What is a lipoma?
A lipoma is a congregation of fat cells in a thin, fibrous capsule that usually develops just below the skin and over the underlying muscle. Lipomas do not typically require treatment because they are not cancerous growths, nor can they develop into cancer.
Why should lipomas be removed?
Removal of lipomas may be recommended if they become tender or painful, acquire infection, become inflamed repeatedly, interfere with the patient’s movement or function, or become enlarged.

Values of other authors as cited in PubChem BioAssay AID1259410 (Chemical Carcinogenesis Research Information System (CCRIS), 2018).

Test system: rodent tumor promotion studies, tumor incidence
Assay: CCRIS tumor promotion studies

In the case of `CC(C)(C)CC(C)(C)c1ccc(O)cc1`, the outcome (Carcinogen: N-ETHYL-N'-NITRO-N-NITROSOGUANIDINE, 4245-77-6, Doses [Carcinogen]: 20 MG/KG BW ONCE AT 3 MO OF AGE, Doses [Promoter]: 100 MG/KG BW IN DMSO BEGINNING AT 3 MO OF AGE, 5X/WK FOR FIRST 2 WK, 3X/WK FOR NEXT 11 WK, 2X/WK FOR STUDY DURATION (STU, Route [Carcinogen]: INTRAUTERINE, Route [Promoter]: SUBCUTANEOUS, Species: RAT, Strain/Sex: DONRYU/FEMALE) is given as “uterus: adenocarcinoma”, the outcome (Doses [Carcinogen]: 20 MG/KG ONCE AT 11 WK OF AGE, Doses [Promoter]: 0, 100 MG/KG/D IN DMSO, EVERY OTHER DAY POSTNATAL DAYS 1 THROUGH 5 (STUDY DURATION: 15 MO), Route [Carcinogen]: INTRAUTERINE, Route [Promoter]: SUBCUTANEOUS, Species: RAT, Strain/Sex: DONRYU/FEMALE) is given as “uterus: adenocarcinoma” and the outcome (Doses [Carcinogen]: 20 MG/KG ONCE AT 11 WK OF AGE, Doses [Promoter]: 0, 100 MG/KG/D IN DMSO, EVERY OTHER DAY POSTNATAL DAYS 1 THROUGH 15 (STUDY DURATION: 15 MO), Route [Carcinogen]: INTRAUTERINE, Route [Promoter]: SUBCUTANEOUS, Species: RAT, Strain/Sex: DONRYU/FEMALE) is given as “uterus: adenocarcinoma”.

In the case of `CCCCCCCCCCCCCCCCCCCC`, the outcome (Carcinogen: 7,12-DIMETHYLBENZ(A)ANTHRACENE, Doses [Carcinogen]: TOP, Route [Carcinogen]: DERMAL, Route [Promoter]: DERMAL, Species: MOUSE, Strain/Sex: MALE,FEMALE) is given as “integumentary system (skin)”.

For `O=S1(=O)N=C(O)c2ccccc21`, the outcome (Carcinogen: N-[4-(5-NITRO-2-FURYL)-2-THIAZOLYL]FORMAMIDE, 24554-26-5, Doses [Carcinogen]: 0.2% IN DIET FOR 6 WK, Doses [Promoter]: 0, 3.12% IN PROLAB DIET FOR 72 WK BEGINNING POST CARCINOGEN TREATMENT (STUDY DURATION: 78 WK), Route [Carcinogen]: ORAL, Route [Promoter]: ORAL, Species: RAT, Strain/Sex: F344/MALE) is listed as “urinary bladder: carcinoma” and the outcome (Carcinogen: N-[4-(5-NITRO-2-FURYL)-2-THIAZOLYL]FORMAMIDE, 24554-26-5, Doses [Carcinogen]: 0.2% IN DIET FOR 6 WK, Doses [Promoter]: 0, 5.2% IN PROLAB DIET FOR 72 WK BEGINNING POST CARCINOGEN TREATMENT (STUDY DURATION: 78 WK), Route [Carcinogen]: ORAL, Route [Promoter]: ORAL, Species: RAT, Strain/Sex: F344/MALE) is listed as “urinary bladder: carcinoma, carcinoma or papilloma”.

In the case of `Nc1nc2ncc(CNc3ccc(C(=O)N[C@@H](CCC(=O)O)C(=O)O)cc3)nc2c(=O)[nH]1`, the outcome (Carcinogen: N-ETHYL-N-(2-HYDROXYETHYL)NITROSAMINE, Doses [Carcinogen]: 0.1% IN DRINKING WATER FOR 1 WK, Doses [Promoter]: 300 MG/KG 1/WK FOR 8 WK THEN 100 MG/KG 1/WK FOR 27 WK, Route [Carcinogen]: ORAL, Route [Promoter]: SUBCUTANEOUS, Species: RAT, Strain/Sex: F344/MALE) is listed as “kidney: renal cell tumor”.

What method is used in the removal of lipomas?
Surgical removal is used for most lipomas and can be done on an outpatient basis. The area around the lipoma will be numbed by injecting a local anesthetic. An incision will then be made, the lipoma removed, and then the incision will be closed with stitches. If the lipoma is too large to be done under local anesthesia you will be referred to a surgeon so the removal may be done in the operating room under general anesthesia.